5 Steps to Making Outrageous Futures Reality

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Sometimes you have to put your truth out into the world first and in order to achieve it later—especially when it comes to “outrageous statements” about the future of business, the world, or humanity.

BY FUTURE STATE

Nearly every human on this planet has a dream. Yet as we all know, some dreams come true while others don’t. Why do certain goals seem to come to fruition, sometimes with the aid of what can be described as luck, serendipity, even a touch of magic? Maybe the magic touch isn’t magic at all, but rather setting intention, putting our goals out into our community, and working hard—even when we’re not certain we’re on the right path.

Future State CEO Shannon Adkins’ LinkedIn profile touts her as a “keynote speaker.”

But Adkins recently admitted—during her keynote address at a Bay Area B Corp Leadership Development event—that it was her first time filling that role.

Sometimes, she told the audience, you have to tout first and achieve later—especially when it comes to “outrageous statements” about the future of business, the world, or humanity. But of course, she knew she wasn’t telling her audience anything new.

“This is this group of people who make outrageous and ridiculous declarations of futures that no one else thinks are possible, and then build coalition and then take action and then extraordinary things happen,” she told the B Corp crowd.

She’s long heard from others that they “couldn’t possibly do that”—the outrageous, the unusual, the unexpected—for one reason or another. So Adkins suggests adopting another mindset that makes the outrageous accessible to everyone—achieving big goals isn’t luck and it isn’t magic.

“How many people in this room have been told, ‘Well, yeah, but you’re just lucky. You have magical powers, like something extraordinary happens when you’re around’? But having it be personality-based or having it be luck-based or having it be leadership-based makes it not accessible for everyone else to really see themselves inside our outrageous futures,” she says.

So just how do we go about making outrageous ideas reality? Here are Adkins’ five steps.

Speak the future.

“What’s really important is that you speak that future even if you have absolutely no evidence that it’s possible. Right? So I don’t have any evidence … I mean, I’m not a scientist, I don’t have any evidence, but it’s possible in my own brain. For example, I don’t know that it’s possible to reverse climate change by 2050, but I’m all in. You know, I’m gonna take that pledge, I’m gonna take that commitment and I’m gonna do what I can to do that. So speak that future, even without clarity on exactly how that’s going to happen.”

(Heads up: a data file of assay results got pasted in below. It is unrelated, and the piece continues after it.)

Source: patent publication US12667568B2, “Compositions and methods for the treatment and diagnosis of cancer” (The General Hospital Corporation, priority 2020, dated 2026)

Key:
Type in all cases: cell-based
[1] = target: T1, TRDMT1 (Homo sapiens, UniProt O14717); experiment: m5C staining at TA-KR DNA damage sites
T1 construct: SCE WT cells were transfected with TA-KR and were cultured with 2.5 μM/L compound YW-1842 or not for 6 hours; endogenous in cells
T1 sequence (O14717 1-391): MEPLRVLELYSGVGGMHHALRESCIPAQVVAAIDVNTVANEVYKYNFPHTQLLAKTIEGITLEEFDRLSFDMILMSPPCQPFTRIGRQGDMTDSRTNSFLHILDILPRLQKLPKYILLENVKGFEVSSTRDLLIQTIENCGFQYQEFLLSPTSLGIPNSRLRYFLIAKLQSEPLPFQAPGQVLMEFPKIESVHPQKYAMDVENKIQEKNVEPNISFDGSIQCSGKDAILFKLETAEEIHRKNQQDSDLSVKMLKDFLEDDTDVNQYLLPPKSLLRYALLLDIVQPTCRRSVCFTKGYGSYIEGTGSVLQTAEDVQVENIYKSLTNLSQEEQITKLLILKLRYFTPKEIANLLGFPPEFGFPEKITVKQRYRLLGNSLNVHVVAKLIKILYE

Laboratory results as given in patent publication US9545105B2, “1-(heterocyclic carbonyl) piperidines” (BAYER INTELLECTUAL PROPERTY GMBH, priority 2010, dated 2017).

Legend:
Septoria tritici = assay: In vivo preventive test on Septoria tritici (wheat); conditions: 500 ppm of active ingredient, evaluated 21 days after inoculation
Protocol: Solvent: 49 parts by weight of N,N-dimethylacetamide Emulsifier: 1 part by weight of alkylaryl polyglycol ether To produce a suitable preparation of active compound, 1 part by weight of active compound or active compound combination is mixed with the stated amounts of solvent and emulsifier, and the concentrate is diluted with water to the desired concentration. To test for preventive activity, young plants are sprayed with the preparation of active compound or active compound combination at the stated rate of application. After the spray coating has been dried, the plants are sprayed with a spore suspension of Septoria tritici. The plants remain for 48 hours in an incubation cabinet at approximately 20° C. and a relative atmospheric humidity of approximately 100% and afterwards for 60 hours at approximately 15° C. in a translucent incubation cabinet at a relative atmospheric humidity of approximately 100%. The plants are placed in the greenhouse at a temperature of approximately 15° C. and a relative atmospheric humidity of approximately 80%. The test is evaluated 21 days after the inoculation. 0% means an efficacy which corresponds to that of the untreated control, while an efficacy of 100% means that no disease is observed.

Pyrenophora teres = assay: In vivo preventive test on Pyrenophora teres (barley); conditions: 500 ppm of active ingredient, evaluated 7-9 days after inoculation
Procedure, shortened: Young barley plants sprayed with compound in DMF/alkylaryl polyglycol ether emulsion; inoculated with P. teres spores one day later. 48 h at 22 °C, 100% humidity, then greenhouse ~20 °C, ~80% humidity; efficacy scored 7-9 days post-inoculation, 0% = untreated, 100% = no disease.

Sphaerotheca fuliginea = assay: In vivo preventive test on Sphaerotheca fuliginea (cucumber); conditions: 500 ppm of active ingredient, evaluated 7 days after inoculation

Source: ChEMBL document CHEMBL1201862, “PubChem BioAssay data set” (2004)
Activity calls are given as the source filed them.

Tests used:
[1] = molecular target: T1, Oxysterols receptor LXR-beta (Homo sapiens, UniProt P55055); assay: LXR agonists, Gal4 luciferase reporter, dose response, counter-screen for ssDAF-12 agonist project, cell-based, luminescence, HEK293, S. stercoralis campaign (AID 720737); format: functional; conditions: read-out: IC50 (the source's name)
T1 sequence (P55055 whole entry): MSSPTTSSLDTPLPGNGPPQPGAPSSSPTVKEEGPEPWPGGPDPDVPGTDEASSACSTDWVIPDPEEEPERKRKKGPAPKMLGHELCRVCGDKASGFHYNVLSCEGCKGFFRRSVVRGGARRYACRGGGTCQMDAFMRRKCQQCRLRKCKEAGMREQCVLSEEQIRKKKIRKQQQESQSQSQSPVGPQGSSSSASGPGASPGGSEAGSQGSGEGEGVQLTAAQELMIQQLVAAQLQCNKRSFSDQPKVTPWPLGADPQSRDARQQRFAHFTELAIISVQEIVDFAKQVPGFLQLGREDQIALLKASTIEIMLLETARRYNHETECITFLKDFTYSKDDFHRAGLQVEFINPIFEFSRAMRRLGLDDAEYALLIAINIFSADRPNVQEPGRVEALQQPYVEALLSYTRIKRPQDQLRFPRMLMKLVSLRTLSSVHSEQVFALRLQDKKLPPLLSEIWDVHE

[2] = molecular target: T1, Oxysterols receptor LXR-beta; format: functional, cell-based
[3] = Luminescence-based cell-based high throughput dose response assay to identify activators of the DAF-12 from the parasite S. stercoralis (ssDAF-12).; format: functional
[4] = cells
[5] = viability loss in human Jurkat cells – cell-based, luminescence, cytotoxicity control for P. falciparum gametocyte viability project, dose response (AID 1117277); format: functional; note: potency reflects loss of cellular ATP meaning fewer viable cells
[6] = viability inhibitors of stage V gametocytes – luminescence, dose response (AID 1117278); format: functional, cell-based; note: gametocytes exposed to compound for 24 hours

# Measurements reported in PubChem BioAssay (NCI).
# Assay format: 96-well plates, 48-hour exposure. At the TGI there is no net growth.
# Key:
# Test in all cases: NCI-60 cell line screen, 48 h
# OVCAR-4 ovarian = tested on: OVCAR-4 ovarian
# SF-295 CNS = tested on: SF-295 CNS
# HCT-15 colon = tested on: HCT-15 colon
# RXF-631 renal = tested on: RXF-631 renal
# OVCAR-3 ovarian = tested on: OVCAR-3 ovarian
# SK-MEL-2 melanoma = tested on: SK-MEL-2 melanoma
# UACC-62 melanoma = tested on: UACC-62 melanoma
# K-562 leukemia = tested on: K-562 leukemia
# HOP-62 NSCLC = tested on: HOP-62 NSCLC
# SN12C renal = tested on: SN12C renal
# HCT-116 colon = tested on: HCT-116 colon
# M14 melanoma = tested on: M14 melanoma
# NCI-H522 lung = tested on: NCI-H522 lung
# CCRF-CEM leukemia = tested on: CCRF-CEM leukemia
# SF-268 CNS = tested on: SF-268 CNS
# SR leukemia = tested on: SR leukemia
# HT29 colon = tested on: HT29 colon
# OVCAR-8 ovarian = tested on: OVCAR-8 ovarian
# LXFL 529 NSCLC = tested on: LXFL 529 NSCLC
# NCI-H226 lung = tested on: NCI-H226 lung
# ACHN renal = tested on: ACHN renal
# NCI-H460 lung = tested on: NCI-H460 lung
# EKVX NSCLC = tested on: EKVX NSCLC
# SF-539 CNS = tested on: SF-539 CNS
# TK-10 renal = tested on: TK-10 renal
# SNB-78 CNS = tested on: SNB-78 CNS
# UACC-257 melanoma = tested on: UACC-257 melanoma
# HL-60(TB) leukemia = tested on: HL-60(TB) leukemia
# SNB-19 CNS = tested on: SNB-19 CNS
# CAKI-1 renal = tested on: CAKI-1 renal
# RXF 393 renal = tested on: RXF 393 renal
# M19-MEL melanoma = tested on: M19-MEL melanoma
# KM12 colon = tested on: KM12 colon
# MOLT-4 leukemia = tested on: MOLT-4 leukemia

Share widely and boldly.

“Share your crazy dreams, your visions for reality with everyone—and not just with people that you think can help you. So not just with the one person that you know has a connection to that particular point of contact or one person that’s an expert in that industry.

“Recognize that you won’t always know who’s going to be the person who’s going to be able to connect you to that future, to that reality. So you have to share it wildly and widely.”

Take action.

“It’s not enough to say what you want; you have to take action as well. My personal experience is that I take action consistent with the commitment, but it isn’t usually that action that leads to the outcome.

“Take action consistent with results that align the universe for that outcome to show up and to be available in your life.”

Ask for help.

“Be willing to tell people about your outrageous dreams—your ridiculous hopes and dreams. Ask for help frequently. Build your coalition. Rally your community. Know that the people in your life, they want your dreams to come true for you. So it’s an honor and a gift to give people the opportunity to help make those dreams a reality.”

Say yes.

“Say yes, even if you have absolutely no idea what you’re going to say in front of a room of people. When I was asked to be the CEO of Future State, I didn’t have the on-paper qualifications. And in looking back through that, I don’t think I’ve actually ever had the qualifications for any job I’ve ever done, in my entire life!

“And maybe none of us do. Maybe that’s the thing, right? This illusion that there’s a formula to success and it looks something like work hard, put in the time, and eventually someone will notice that you’re ready and they’ll give it to you. But you really have to sort of demonstrate and prove these moments along the way.”